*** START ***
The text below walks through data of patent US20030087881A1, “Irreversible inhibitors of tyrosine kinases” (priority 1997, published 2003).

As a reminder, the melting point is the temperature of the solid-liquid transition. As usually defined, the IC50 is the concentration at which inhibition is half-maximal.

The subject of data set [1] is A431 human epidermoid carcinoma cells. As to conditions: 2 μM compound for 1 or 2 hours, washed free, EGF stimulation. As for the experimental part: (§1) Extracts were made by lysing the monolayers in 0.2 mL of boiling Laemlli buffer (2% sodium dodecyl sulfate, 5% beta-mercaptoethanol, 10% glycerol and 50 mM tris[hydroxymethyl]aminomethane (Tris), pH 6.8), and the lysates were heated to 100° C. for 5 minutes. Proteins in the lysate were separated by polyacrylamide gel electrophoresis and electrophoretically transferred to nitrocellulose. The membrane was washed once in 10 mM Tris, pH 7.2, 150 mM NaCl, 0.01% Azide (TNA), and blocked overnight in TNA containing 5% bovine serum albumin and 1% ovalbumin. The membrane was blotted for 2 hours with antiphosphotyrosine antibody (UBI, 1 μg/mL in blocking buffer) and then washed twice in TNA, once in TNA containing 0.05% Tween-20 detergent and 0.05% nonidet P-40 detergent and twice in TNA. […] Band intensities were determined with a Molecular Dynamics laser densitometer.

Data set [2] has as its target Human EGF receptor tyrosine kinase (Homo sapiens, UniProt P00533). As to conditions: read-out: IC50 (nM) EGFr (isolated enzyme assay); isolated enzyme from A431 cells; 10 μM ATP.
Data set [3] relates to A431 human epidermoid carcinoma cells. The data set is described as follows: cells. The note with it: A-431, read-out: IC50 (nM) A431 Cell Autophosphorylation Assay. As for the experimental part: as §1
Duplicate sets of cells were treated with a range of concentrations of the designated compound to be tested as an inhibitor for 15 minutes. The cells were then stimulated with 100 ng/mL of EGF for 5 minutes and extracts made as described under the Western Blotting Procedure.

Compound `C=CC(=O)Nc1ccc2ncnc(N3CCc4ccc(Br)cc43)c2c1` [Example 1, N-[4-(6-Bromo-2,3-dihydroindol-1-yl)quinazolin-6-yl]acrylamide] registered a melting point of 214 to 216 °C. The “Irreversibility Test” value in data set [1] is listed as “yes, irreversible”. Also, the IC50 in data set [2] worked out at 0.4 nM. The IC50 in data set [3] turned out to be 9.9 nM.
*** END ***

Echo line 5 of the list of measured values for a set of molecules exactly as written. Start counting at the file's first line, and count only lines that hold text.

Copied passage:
Data set [3] relates to A431 human epidermoid carcinoma cells. The data set is described as follows: cells. The note with it: A-431, read-out: IC50 (nM) A431 Cell Autophosphorylation Assay. As for the experimental part: as §1